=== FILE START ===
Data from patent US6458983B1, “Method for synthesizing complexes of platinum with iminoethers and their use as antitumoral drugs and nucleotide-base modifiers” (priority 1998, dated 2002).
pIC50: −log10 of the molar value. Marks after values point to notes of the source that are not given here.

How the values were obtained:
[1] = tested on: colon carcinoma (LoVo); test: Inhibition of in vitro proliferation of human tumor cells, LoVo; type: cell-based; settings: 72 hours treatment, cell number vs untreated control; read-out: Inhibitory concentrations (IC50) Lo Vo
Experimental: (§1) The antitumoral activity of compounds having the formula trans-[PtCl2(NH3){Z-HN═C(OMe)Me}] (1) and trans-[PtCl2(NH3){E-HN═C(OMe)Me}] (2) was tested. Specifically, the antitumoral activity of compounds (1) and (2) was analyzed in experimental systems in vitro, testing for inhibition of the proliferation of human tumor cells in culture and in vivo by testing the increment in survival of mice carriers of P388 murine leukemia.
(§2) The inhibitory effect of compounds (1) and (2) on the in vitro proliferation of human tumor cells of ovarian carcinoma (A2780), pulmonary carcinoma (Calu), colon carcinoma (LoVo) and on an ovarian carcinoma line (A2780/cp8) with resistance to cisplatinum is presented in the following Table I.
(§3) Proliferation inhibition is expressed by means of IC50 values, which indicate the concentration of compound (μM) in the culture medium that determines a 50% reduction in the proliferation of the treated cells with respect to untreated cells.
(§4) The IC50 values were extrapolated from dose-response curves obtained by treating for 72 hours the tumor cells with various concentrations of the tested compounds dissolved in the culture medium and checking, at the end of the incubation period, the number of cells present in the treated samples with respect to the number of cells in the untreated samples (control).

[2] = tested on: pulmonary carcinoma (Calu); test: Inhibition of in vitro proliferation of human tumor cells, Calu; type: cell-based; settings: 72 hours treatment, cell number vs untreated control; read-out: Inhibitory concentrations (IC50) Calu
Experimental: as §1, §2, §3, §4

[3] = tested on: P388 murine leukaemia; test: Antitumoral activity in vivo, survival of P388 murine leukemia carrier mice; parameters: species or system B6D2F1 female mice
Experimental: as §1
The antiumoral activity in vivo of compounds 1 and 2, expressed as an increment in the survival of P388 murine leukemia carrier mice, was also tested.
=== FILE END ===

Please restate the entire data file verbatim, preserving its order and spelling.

Data from patent US6458983B1, “Method for synthesizing complexes of platinum with iminoethers and their use as antitumoral drugs and nucleotide-base modifiers” (priority 1998, dated 2002).
pIC50: −log10 of the molar value. Marks after values point to notes of the source that are not given here.

How the values were obtained:
[1] = tested on: colon carcinoma (LoVo); test: Inhibition of in vitro proliferation of human tumor cells, LoVo; type: cell-based; settings: 72 hours treatment, cell number vs untreated control; read-out: Inhibitory concentrations (IC50) Lo Vo
Experimental: (§1) The antitumoral activity of compounds having the formula trans-[PtCl2(NH3){Z-HN═C(OMe)Me}] (1) and trans-[PtCl2(NH3){E-HN═C(OMe)Me}] (2) was tested. Specifically, the antitumoral activity of compounds (1) and (2) was analyzed in experimental systems in vitro, testing for inhibition of the proliferation of human tumor cells in culture and in vivo by testing the increment in survival of mice carriers of P388 murine leukemia.
(§2) The inhibitory effect of compounds (1) and (2) on the in vitro proliferation of human tumor cells of ovarian carcinoma (A2780), pulmonary carcinoma (Calu), colon carcinoma (LoVo) and on an ovarian carcinoma line (A2780/cp8) with resistance to cisplatinum is presented in the following Table I.
(§3) Proliferation inhibition is expressed by means of IC50 values, which indicate the concentration of compound (μM) in the culture medium that determines a 50% reduction in the proliferation of the treated cells with respect to untreated cells.
(§4) The IC50 values were extrapolated from dose-response curves obtained by treating for 72 hours the tumor cells with various concentrations of the tested compounds dissolved in the culture medium and checking, at the end of the incubation period, the number of cells present in the treated samples with respect to the number of cells in the untreated samples (control).

[2] = tested on: pulmonary carcinoma (Calu); test: Inhibition of in vitro proliferation of human tumor cells, Calu; type: cell-based; settings: 72 hours treatment, cell number vs untreated control; read-out: Inhibitory concentrations (IC50) Calu
Experimental: as §1, §2, §3, §4

[3] = tested on: P388 murine leukaemia; test: Antitumoral activity in vivo, survival of P388 murine leukemia carrier mice; parameters: species or system B6D2F1 female mice
Experimental: as §1
The antiumoral activity in vivo of compounds 1 and 2, expressed as an increment in the survival of P388 murine leukemia carrier mice, was also tested.